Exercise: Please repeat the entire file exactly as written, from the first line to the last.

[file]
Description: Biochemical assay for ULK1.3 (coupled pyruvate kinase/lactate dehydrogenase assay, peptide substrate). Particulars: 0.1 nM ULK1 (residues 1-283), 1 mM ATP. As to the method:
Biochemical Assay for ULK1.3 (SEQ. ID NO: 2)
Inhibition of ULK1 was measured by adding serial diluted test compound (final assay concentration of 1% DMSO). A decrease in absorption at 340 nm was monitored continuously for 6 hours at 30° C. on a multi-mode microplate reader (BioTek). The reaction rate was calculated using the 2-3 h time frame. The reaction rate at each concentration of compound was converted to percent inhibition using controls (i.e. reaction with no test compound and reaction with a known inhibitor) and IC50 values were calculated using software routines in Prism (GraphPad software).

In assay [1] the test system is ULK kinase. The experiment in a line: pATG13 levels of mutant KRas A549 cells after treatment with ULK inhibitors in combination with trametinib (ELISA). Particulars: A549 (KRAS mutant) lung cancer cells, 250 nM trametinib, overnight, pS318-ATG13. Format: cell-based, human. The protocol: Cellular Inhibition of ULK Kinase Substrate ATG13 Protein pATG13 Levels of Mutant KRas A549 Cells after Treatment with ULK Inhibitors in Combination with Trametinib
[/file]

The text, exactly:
Description: Biochemical assay for ULK1.3 (coupled pyruvate kinase/lactate dehydrogenase assay, peptide substrate). Particulars: 0.1 nM ULK1 (residues 1-283), 1 mM ATP. As to the method:
Biochemical Assay for ULK1.3 (SEQ. ID NO: 2)
Inhibition of ULK1 was measured by adding serial diluted test compound (final assay concentration of 1% DMSO). A decrease in absorption at 340 nm was monitored continuously for 6 hours at 30° C. on a multi-mode microplate reader (BioTek). The reaction rate was calculated using the 2-3 h time frame. The reaction rate at each concentration of compound was converted to percent inhibition using controls (i.e. reaction with no test compound and reaction with a known inhibitor) and IC50 values were calculated using software routines in Prism (GraphPad software).

In assay [1] the test system is ULK kinase. The experiment in a line: pATG13 levels of mutant KRas A549 cells after treatment with ULK inhibitors in combination with trametinib (ELISA). Particulars: A549 (KRAS mutant) lung cancer cells, 250 nM trametinib, overnight, pS318-ATG13. Format: cell-based, human. The protocol: Cellular Inhibition of ULK Kinase Substrate ATG13 Protein pATG13 Levels of Mutant KRas A549 Cells after Treatment with ULK Inhibitors in Combination with Trametinib